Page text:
Dharma Rain used to be housed in a very neat old building near Lensbaby HQ, but they’d outgrown it, and it was continually needing tons of work and upgrades so they started looking at other properties in 2011. They tried to purchase another larger building but ended up losing out to another buyer – but then they found what was a gigantic empty space in Madison South – one of the very few and last undeveloped parcels of land in the city. It provided a blank canvas to realize their vision. Though, along with unlimited possibilities comes the added time and expense of building from scratch, so some things have been slow going.
After our water heater assist, we moved onto the main building which houses the meditation and event space. Off went the shoes, and the tour continued.
The kitchen in this building is amazing (it has six sinks – six!!) and unfortunately none of my photos quite do it justice – it was so gigantic in height and overall space that I really needed the Circular Fisheye – alas, it didn’t occur to me to bring it. Dharma Rain hosts retreats so sometimes they need to cook for up to 40 people at at time.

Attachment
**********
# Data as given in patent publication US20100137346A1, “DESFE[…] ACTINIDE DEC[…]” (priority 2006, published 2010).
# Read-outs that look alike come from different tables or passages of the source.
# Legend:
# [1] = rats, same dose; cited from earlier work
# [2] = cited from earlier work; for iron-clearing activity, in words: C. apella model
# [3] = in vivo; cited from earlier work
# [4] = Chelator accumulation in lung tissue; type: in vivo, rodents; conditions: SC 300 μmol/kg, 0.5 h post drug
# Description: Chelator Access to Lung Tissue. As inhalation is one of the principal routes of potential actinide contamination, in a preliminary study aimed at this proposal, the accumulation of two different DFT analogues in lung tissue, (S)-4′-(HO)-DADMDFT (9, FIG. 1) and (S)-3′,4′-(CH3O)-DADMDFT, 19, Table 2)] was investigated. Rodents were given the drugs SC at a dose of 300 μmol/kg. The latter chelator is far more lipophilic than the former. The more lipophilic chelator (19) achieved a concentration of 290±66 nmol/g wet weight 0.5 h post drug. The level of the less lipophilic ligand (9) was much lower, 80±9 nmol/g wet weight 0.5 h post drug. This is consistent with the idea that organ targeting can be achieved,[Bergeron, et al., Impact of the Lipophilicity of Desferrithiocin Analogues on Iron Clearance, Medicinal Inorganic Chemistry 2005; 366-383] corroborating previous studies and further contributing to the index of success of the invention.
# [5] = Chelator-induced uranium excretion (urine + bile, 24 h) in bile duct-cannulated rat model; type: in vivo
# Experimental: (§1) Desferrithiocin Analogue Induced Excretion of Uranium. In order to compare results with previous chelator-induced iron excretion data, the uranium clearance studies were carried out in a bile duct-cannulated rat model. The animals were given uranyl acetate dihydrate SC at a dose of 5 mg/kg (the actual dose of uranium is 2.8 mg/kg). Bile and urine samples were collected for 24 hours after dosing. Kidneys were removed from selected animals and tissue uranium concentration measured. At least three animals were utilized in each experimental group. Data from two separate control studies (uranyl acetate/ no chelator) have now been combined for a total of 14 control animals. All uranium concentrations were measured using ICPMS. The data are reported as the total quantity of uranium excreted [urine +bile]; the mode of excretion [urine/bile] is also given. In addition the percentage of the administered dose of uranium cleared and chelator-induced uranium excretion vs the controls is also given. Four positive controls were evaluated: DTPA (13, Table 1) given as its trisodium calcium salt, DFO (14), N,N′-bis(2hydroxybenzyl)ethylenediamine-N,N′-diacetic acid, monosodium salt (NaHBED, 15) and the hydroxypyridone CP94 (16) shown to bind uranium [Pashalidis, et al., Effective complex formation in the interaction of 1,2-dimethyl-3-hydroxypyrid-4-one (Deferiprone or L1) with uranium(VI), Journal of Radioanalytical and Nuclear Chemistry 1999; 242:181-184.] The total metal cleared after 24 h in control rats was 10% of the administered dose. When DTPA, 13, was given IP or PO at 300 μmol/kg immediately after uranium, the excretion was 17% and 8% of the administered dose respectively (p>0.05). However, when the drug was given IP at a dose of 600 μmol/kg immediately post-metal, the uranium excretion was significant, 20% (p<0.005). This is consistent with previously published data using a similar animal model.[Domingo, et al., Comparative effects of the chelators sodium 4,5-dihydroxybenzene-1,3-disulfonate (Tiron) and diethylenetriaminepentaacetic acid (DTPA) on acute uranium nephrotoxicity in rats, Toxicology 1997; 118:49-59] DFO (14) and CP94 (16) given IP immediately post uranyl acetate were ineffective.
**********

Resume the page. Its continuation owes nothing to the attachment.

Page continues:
The building has a huge wrap-around wooden porch, with benches, places for shoes, and beautiful views.
A little bit about my choices of lenses to shoot this project with: mainly Velvet 56 (you can’t go wrong with a nifty fifty and I felt like Velvet’s softness channeled the vibe of Dharma Rain nicely). Velvet 58 for a bit more compression and that longer reach – Trio 28 for the wider scenes. And a different mix for the outdoor shots, which brings me to…
The next Dharma Rain, installment with grounds photos and more story coming next month.
Next up in the blog circle, get a glimpse of Spring through the eye of the talented Birgit Fostervold!